The administration has allocated over $6 billion over a two-year window to initiatives to combat opioid abuse.

"To curb over-prescription, the President implemented a Safer Prescribing Plan that will cut opioid prescription fills by one-third within three years," the document said.

As for the results, they are massive, according to White House representatives:

The number of first-time heroin users ages 12 and older fell by more than 50 percent in July 2017. Between President Trump’s Inauguration and October 2018, high-dose opioid prescriptions fell by 16 percent.

In July 2017, the Department of Justice shut down the country’s biggest Darknet distributor of drugs. That same Fiscal Year, U.S. Immigration and Customs Enforcement took more than 2,300 pounds of fentanyl off the streets.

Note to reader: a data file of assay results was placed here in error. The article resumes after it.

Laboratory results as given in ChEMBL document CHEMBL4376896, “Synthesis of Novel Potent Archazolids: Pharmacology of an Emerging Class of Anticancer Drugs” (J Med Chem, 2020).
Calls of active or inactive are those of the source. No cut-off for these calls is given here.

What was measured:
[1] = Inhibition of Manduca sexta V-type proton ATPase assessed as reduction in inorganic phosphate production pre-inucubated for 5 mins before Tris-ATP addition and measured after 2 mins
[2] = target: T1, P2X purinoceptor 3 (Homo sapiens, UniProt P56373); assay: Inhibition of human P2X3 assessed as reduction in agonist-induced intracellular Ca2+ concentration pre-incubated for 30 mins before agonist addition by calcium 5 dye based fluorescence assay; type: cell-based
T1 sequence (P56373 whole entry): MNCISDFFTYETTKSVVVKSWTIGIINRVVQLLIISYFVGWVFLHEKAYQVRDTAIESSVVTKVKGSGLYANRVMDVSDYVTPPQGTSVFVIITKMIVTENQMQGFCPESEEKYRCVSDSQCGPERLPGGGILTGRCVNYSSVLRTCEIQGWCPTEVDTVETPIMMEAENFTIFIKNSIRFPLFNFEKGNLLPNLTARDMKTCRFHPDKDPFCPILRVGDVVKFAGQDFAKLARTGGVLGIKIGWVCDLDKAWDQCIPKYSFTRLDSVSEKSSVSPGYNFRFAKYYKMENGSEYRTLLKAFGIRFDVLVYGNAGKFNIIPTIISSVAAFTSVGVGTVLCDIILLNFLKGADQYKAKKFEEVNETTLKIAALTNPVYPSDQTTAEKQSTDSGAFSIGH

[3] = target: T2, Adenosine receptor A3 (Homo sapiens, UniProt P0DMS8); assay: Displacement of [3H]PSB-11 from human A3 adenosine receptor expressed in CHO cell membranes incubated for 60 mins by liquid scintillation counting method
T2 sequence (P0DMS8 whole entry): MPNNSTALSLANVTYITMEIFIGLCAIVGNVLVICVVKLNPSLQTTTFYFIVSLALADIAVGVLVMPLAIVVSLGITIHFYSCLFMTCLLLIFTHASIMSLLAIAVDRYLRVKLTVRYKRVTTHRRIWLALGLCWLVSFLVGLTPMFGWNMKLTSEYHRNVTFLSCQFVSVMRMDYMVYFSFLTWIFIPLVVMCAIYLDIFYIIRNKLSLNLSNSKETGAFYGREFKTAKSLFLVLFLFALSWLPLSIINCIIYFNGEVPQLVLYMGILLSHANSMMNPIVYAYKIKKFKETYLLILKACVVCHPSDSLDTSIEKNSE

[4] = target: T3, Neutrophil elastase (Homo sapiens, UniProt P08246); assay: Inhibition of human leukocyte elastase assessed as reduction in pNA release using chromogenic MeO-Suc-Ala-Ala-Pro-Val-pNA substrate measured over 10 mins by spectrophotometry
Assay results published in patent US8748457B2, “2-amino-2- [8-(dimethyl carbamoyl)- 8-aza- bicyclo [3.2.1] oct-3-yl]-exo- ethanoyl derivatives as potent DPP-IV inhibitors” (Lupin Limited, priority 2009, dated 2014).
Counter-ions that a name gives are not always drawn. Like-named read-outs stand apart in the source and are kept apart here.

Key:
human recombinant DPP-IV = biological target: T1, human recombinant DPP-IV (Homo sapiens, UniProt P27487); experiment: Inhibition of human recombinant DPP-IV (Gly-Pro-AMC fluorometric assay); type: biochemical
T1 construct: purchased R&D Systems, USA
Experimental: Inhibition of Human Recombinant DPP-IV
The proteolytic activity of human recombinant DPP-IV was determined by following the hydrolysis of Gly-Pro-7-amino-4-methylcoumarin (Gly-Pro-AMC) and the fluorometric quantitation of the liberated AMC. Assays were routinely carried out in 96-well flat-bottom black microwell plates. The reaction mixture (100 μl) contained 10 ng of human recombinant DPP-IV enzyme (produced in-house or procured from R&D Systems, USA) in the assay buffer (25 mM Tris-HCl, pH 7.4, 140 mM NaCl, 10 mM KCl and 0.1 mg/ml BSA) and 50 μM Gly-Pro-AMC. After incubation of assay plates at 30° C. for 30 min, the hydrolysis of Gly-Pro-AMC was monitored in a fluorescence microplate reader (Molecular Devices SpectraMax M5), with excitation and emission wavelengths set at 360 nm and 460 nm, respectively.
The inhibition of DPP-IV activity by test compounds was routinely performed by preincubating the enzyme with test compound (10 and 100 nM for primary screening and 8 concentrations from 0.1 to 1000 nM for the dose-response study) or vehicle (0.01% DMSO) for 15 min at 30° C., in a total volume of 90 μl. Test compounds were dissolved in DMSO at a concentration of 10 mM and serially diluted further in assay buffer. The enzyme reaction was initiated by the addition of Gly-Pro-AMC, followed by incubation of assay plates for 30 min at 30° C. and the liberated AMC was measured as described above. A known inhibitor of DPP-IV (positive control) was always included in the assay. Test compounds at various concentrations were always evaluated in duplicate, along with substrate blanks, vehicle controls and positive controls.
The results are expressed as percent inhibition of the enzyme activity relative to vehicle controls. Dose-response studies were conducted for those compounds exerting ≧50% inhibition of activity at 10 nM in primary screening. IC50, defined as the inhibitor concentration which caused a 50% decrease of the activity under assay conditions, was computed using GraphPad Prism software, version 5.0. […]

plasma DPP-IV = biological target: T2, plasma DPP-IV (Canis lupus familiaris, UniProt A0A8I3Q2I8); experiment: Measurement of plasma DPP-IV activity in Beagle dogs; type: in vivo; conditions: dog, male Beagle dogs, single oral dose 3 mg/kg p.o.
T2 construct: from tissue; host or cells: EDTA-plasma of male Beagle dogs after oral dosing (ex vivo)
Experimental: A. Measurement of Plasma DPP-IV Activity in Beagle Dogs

There has been a 20 percent increase in young adults receiving outpatient treatment. And in 2017, America had an increase in the number of patients age 12 and older with illicit drug-use disorders being treated at specialty facilities and private provider offices.

Seizures of several kinds of illicit drugs are up, the number of new 30-day prescriptions is down and overdose deaths attributed to prescription pain medications have started to level.

Kellyanne Conway

Counselor to the President

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You may so the White House sounds proud, but is it so? Trump said in 2017 that he will soon announce the situation with the spread of opioids and a large number of deaths from overdoses as a national disaster. According to Trump, the seriousness of the problem is obvious, but he has not yet recognized the disaster as arising from bureaucratic causes.

It seems now the time has come to recognize the national disaster and to announce the breakthrough results in the opioid crisis.

Every year tens of thousands of people die from overdoses in the United States. According to preliminary data compiled by the New York Times, drug overdose deaths in 2016 most likely exceeded 59,000, the largest annual jump ever recorded, and more than annually die in car accidents.